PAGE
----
Theme: God’s Word and God’s Name
In this week’s lessons, we are again directed to the privilege of offering to the Lord our worship and our thanks for who he is, for what he has done, and for what he promises to do for his people. 
Scripture: Psalm 138:1-8
In yesterday’s study we looked at the meaning of the puzzling phrase “before the gods.” In today’s study we look at the meaning of the NIV’s words “for you have exalted above all things your name and your word” (v. 2). That is only an interpretation because the verse actually reads, “you have exalted your word above your name.”
2. God’s “word” exalted above God’s “name.” Verse 2 says literally, “You have magnified your word above all your name.” This seems a strange thing to say since God’s name, which is a way of referring to all that God is, is above everything. How can God’s word be exalted above that which is above everything else? Seeing this difficulty, some translators have guessed that the letter waw (meaning “and”) has been erroneously omitted from the text. Then they reinstate it to get something like the meaning found in the NIV: “You have exalted above all things your name and your word.” Derek Kidner agrees with this emendation on the grounds that “Scripture does not encourage bibliolatry.”1 Other people render the verse: “You have magnified your name … in your word.”
The problem is that the text does not say either of these things as it stands, and the actual reading may be best despite its initial difficulty. It would be as if God is saying, “I value my integrity above everything else. Above everything else I want to be believed.” The verse does not have to mean that God’s other qualities are moved to second place. 
If what is driving David in his thanksgiving is gratitude for the great blessing promised by God’s establishing his throne forever, the verse becomes entirely appropriate. For what David would be doing is fixing his confidence on God’s word. There is nothing in human life to suggest that an earthly dynasty is forever. All things human perish. Heaven and earth themselves will pass away (Matt. 24:35). But if God has promised David an everlasting dynasty, then God will surely perform what he has promised. 
In fact, the reference to God’s supremely exalted word may refer to 2 Samuel 7, for in verses 20 and 21 of that chapter David responds to God’s promise of an eternal kingdom noting, “What more can David say to you? For you know your servant, O Sovereign LORD. For the sake of your word and according to your will, you have done this great thing and made it known to your Servant.” 
But enough of the problems. What is David praising God for in these verses? The answer is his “covenant love” (hesed) and “faithfulness” (v. 2). Surely there are no greater qualities of God than these where the people of God are concerned.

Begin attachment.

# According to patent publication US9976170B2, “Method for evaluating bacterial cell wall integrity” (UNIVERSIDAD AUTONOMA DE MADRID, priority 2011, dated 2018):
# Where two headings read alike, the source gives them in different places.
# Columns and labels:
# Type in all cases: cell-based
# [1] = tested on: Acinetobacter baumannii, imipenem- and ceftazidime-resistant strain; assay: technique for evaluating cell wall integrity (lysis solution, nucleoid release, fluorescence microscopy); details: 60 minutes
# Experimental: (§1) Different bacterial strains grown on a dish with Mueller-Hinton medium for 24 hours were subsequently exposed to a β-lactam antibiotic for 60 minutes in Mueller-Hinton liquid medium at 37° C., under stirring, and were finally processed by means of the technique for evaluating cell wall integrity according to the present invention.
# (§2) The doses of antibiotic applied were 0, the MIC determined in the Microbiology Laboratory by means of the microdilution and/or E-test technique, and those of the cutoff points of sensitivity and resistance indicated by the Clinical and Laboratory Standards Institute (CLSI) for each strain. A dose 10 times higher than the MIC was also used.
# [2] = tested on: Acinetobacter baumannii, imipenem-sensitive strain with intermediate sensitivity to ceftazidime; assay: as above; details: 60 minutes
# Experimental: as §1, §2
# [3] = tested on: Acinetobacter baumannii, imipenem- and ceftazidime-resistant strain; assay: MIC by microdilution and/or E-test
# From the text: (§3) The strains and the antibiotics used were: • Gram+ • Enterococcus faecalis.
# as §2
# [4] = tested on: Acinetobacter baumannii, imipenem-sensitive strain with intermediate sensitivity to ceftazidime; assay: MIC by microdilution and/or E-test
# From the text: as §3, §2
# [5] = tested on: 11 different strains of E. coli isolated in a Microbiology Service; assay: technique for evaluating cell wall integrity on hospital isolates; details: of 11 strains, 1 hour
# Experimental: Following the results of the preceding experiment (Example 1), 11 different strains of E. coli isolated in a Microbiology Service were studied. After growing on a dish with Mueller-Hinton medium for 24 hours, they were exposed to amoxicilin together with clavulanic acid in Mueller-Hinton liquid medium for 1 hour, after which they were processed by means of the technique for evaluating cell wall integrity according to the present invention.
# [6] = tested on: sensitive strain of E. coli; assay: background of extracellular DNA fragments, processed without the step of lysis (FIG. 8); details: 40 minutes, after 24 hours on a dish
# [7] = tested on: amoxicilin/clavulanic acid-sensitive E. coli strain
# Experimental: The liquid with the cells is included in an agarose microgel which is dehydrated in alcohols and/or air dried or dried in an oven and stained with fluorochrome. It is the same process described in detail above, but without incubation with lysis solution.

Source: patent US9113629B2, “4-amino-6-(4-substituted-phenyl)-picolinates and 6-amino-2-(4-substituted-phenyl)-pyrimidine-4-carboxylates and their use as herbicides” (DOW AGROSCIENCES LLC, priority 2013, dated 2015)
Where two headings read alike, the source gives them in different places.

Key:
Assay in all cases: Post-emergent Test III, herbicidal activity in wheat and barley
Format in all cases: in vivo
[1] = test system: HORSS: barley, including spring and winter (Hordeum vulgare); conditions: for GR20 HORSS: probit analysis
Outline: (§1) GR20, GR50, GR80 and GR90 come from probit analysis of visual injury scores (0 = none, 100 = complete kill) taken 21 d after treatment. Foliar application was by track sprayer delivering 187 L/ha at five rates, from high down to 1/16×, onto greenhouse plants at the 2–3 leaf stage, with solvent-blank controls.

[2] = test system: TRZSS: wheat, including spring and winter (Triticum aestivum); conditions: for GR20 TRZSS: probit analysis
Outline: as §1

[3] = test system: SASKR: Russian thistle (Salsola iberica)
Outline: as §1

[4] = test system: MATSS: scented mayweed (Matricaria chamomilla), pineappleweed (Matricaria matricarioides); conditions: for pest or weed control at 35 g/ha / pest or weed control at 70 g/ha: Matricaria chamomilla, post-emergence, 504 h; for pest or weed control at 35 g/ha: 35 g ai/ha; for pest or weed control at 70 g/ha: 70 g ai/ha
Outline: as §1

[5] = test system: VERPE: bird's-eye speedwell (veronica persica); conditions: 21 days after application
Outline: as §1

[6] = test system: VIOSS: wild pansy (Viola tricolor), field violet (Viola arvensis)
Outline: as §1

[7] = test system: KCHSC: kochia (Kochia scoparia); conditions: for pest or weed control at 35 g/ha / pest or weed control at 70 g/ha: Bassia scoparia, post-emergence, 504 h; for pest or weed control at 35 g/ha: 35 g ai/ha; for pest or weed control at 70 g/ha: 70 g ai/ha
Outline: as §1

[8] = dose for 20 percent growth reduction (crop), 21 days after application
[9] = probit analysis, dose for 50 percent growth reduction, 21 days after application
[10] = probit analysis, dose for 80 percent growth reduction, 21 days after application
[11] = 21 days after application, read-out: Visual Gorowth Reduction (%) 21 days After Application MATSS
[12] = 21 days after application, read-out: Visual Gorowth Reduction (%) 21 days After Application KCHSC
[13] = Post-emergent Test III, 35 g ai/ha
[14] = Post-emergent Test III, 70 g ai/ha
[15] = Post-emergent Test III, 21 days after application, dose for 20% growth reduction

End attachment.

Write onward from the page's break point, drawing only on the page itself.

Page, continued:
Yet strikingly, these two attributes are under attack today. In fact, they have always been. Men attack God’s covenant love because they want to substitute a religion of their own sullied works. They do not want grace; they want recognition of their own nonexistent merit. And they attack God’s truth or faithfulness to his truth because they prefer their own perceptions or hunches instead. 
These were the same attacks Satan used in his temptation of Eve in the garden of Eden. His first temptation was an attack on God’s goodness, for the question “Did God really say, ‘You must not eat from any tree in the garden’?” means “If God has forbidden one tree, he might as well have forbidden you to eat from all the trees; clearly he does not have your best interests at heart.” His second temptation was an attack on God’s word: “You will not surely die.” That means, “God is lying.” 
David had learned that God does not lie and that all his thoughts and actions toward us flow from love and persist in faithfulness. God is good, and he is always good. Therefore, David wanted to thank God for his goodness and praise him for his covenant love and faithfulness before everyone. 
There is one thing more. Not only does David praise God for what he is in himself, namely. his love and faithfulness. He also praises him for providing what he needed when he needed it and that immediately. David records that he called on God, who answered him right away. Moreover, God made him bold and stouthearted, no doubt in the face of the attacks of his enemies that he mentions further on in v. 7.
1Derek Kidner, Psalms 73-150: A Commentary on Books III-V of the Psalms, (Downers Grove, IL: InterVarsity, 1975), p. 462. 
2Of the commentators writing on this verse the most helpful is probably Charles Spurgeon, who collects a variety of views all based on the wording of the text as it stands (The Treasury of David, vol. 3b, Psalms 120-150 [Grand Rapids, MI: Zondervan, 1968], pp. 249-252). 
Study Questions: 

What is the second troubling phrase in Psalm 138? How does Dr. Boice explain this phrase? 
For what qualities does David praise God? Why are these qualities under attack? 
What did God provide to David? 

Reflection: Thank God for providing for you when you needed it. 
Key Point: God does not lie… all his thoughts and actions toward us flow from love and persist in faithfulness.

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